Oh Wistful Season

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Here we are again at your signature time of year, Kissie. The fourth autumn since your death. Your favored season for all its customs, merriments, and breathtaking transitions, and of course, the soulful wonder of it all.

That last October brought so many unexpected gifts — a rare, laugh-filled overnight with brother Joe, a chance to try my hand at homemade Runzas to tempt your waning appetite, and though I didn’t know it then, the last time I would find myself alone with you in your beautiful desert home. Just us, whiling away those three precious, glittering days in Arizona.  We were so contemplative and nostalgic, wistful and compassionate in our remembering. We talked about Midwestern autumns, Halloweens of yore, the people we’d become — somehow, our greatest accomplishment.

Eric reminds me that I miss you year-round, and regularly reference seasonal markers and cultural touchstones spanning fifty years. All true, but fall is different. Family and friends alike can’t help but recall how you came alive when the night air cooled, and your annual jaunts to Omaha to gallivant the boulevards, kicking up mounds of maple leaves with little Peony by your side.  Oh, how I miss your pure, unencumbered exuberance.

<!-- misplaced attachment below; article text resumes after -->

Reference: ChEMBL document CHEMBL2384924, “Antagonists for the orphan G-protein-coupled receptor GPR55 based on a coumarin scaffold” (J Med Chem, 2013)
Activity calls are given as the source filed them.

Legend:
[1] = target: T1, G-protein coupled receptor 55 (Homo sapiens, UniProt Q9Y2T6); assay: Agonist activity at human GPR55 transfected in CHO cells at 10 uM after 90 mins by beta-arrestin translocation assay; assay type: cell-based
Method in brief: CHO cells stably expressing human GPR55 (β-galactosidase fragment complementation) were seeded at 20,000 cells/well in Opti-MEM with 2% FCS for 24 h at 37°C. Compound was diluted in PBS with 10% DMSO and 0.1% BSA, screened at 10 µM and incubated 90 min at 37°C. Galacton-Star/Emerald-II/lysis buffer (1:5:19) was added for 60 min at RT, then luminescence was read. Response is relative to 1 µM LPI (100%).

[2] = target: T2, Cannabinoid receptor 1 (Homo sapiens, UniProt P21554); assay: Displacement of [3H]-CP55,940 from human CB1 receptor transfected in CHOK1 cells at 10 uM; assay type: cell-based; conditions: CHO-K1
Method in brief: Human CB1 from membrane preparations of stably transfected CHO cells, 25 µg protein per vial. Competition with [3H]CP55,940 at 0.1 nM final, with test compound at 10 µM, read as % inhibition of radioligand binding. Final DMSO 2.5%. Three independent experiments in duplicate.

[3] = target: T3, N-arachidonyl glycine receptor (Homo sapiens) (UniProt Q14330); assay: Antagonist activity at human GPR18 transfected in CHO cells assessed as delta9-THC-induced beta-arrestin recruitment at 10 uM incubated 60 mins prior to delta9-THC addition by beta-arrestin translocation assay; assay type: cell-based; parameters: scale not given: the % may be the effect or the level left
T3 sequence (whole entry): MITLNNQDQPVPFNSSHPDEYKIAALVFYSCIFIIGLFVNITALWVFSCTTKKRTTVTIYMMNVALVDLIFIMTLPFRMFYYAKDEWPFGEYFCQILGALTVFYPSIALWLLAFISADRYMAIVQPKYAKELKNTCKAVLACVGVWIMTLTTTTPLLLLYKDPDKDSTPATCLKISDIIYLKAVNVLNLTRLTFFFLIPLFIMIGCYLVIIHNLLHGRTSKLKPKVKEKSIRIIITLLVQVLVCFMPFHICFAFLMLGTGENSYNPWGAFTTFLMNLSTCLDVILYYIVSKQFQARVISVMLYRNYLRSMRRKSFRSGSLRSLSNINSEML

Thank you Nana, Mom, and Dad for encouraging us as children to embrace this season’s pageantry, mystery, and connection — with each other and our beloved relatives gone before us. Thank you, Kissie, for showing me how to do it with panache.

For My Father

This poem is dedicated to you, Dad.

It reminds me of the day you died – a day, and a time since, that I have pondered often these 17 years.  A day I’ll continue to recall, along with many other days – significant and seemingly insignificant – that were your gifts to me.

After Years  – by Ted Kooser

Today, from a distance, I saw you
walking away, and without a sound
the glittering face of a glacier
slid into the sea. An ancient oak
fell in the Cumberlands, holding only
a handful of leaves, and an old woman
scattering corn to her chickens looked up
for an instant. At the other side
of the galaxy, a star thirty-five times
the size of our own sun exploded
and vanished, leaving a small green spot
on the astronomer’s retina
as he stood in the great open dome
of my heart with no one to tell.

♥♥♥♥♥♥♥

Dad and Kissie